You can find commercials, products and meetings sponsored by Weight Watchers all across American popular culture and the program can inspire strong devotion from its participants and employees. Helping people lose weight and become more healthy is a laudable goal that many people dedicate their lives to. But Weight Watchers is the target of numerous complaints that it underpays its employees and fails to pay them for many of the hours they work.
Chicago now has one of the nation’s strongest anti-wage theft laws after the City Council last week unanimously passed a bill that the Interfaith Worker Justice (IWJ) affiliate Arise Chicago, immigrant workers groups and unions supported. The new ordinance could revoke business licenses for businesses found guilty of wage theft.
The AFL-CIO and America’s union movement, along with a broad coalition of other groups, is mounting a new campaign to build a common-sense immigration process that includes a road map to citizenship and one that guarantees immigrant workers the same workplace rights and protections all workers deserve.
We know that immigration reform can be a controversial issue among our union members and all workers. But immigration reform with a path to citizenship and workplace rights doesn’t just benefit aspiring citizens and their families, it's good for all workers. Here are 10 reasons why.
This week, Broward County—one of the most populous counties in South Florida—became the second county in the state to pass a local wage theft ordinance, joining Miami-Dade County. In a 7-2 vote, the Board of County Commissioners voted to create the new law to deal with a significant and growing problem in Florida. Wage theft occurs when workers are not paid overtime, not paid at least the minimum wage, are forced to work off the clock or are not paid at all for work they have completed.
An Atlanta TV station’s investigative report uncovered a Paulding County construction company’s efforts to circumvent federal Davis-Bacon prevailing wage laws and then, when caught by the U.S. Department of Labor again, attempt to avoid paying workers a fair wage for their work by changing their job descriptions to lower-paying classifications.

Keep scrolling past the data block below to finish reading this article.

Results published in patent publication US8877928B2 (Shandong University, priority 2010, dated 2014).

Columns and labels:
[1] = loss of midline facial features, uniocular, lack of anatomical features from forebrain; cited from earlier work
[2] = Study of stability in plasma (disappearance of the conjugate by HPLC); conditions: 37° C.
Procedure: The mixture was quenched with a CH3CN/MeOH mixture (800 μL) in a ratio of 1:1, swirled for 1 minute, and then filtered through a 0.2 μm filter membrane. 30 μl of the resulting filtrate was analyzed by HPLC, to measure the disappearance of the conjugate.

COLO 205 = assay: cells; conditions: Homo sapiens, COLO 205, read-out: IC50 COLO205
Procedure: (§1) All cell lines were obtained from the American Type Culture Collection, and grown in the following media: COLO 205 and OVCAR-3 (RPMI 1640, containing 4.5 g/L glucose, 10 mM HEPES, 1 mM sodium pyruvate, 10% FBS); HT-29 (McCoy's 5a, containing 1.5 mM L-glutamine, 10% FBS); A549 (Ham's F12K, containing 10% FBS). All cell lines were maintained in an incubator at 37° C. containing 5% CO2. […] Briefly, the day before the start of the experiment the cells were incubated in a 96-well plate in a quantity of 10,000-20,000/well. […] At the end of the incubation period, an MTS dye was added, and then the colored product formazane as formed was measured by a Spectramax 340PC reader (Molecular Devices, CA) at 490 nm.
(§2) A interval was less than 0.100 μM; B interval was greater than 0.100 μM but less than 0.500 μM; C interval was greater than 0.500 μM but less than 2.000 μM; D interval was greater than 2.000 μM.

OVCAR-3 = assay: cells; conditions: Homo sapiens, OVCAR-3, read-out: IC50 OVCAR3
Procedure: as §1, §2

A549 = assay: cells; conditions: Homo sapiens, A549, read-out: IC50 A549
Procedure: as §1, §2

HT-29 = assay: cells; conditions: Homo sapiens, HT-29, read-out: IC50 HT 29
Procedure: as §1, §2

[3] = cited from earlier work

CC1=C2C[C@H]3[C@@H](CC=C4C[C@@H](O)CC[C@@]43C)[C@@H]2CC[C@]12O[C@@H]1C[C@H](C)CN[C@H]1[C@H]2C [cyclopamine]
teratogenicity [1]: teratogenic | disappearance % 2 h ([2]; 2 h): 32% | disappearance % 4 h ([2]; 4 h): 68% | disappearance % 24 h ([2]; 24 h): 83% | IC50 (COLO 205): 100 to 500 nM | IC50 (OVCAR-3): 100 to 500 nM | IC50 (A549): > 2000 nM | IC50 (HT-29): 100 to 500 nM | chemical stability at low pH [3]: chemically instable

The Austin, Texas, worker center Workers Defense Project worker center (WDP) celebrates its 10th anniversary later this month of battling against wage theft, spotlighting the dangers and winning reforms of the Texas construction industry and standing up for workplace justice and immigrants’ rights.
An in-depth article in the current issue of The Austin Chronicle traces the history of the WDP worker center, from its 2003 inception as a one-person staffed operation, helping low-income, mostly immigrant Austin workers pursue wage theft claims, to its present day incarnation as an influential 1,000-member force and partner with the union movement in the championing of workers’ rights, especially in the construction industry, with an estimated 60% Latino workforce.
Not only are corporations sitting on more than $1 trillion in cash and refusing to hire workers, now it appears employers who are making fewer workers do even more aren’t paying their overtime wages. The number of overtime wage theft complaints, filed by workers in the first half of this year, matches last year’s total filed under the provisions of the Fair Labor Standards Act, according to a new report.
Painters and Allied Trades (IUPAT) District Council 35, working with other area unions, the Greater Boston Labor Council and community groups, helped expose the exploitation of a group of Philadelphia workers hired by a subcontractor to renovate the Boston Marriott Copley Place hotel. Earlier this week, the workers were awarded $31,000 in back pay.